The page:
This was using the worst case cost for reloaded ammo. It also doesn’t take into account that my reloads are lower recoil than factory loads and result in less wear on the gun. My actual savings is quite a bit greater than the calculations above indicate. Hence, in this case, the headline writer for The Gun Feed is wrong.

Double charged

Yesterday I invited people to guess what this was:


chiefjabboby, using some rather flowerily language, got it right. Drew Rinella was more straight forward with a more complete, and correct, answer.

Below, on the left, is a normal primer which has been fired. The primer above is in the middle below. Most of what is left of the case is on the right. The rest of the case is stuck in the chamber of my STI DVC Limited (chambered in .40 S&W).IMG_0795AllCropped

I strongly suspect I got a double charge in one of my reloads. I didn’t think it was possible. It’s true, as I told myself when I started using this load, that a double charge would not allow the bullet to be fully seated. But I didn’t actually try it.The bullet compresses the double charge and the powder pushes the bullet part way out. But it’s only about 0.040 over the usual overall length (OAL). So, it’s quite possible I overlooked this during my final inspection.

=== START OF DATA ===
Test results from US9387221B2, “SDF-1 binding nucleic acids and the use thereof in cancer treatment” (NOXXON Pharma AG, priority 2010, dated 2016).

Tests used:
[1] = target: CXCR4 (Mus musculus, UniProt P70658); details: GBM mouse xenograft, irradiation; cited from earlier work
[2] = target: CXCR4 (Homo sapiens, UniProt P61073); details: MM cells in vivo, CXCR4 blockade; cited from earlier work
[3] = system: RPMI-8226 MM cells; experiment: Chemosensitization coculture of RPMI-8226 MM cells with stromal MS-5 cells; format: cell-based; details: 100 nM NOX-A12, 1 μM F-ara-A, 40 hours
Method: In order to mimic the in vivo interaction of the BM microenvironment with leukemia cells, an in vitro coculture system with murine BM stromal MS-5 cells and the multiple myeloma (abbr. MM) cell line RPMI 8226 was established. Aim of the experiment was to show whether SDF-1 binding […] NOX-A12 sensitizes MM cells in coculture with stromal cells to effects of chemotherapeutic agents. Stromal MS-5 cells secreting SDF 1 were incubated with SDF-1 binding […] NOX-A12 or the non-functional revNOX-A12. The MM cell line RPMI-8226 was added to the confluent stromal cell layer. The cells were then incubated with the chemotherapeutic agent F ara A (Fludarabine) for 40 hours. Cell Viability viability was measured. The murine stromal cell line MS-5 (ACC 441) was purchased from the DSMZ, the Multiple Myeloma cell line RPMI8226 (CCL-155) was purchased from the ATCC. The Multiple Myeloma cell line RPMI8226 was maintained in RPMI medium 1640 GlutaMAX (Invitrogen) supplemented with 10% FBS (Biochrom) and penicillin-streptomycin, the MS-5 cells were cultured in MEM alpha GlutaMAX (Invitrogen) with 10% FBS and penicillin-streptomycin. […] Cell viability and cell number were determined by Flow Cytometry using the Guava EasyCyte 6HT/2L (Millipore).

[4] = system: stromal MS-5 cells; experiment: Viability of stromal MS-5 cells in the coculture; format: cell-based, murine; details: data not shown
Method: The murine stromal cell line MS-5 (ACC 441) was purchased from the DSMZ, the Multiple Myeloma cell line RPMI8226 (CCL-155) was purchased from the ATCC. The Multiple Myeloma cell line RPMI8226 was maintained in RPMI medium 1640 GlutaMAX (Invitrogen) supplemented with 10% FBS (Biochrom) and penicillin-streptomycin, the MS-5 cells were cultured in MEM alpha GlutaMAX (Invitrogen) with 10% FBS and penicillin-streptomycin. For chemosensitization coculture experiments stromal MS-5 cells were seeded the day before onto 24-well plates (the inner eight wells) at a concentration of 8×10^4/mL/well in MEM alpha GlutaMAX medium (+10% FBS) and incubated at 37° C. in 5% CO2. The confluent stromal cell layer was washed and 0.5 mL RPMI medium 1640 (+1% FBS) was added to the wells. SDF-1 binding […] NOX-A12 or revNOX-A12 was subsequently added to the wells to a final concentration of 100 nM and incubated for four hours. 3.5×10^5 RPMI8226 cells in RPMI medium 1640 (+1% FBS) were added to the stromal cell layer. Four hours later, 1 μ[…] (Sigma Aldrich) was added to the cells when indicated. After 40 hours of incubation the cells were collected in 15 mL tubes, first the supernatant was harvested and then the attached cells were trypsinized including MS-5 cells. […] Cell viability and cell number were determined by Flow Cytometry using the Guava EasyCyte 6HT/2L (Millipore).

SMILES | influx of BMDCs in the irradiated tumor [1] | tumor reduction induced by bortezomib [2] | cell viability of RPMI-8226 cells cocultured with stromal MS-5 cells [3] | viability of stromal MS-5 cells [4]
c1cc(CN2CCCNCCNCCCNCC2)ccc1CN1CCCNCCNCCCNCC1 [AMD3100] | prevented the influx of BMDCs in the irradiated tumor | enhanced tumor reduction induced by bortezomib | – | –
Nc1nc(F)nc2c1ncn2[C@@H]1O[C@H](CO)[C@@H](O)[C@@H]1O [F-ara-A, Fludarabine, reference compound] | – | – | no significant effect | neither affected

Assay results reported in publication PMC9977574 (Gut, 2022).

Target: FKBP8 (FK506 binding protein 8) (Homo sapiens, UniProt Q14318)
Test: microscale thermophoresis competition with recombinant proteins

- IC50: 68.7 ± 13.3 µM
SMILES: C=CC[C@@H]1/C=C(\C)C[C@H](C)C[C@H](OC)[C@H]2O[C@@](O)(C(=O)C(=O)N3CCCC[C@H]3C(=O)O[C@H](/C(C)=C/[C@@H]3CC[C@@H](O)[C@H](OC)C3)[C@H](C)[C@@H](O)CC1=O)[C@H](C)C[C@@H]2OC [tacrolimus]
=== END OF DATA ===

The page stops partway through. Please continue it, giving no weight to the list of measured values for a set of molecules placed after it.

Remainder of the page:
The magazine was blown out of the gun and forcibly disassembled. This was essentially all I could find of the pieces. Note the spring is all crooked. What doesn’t show up is that the feed lips are quite a bit wider than a normal magazine.


There was some damage to the gun. I had to hammer it to get the slide open and the ripped apart shell casing out. I suspect the slide is beyond repair. The ejector pins were sheared off but it’s possible they were broken before the incident. The extractor was loose in the slide and the metal below the head of the extractor was pushed down and slightly torn:


I was not hurt but there were strange smoke patterns on my hands where gases came out of all the gaps between the slide, frame, and grip:


My face got peppered with tiny bits of something and stun for a few minutes but it did not break the skin. I had a slightly shadow on my face around my safety glasses giving me a bit of a raccoon appearance.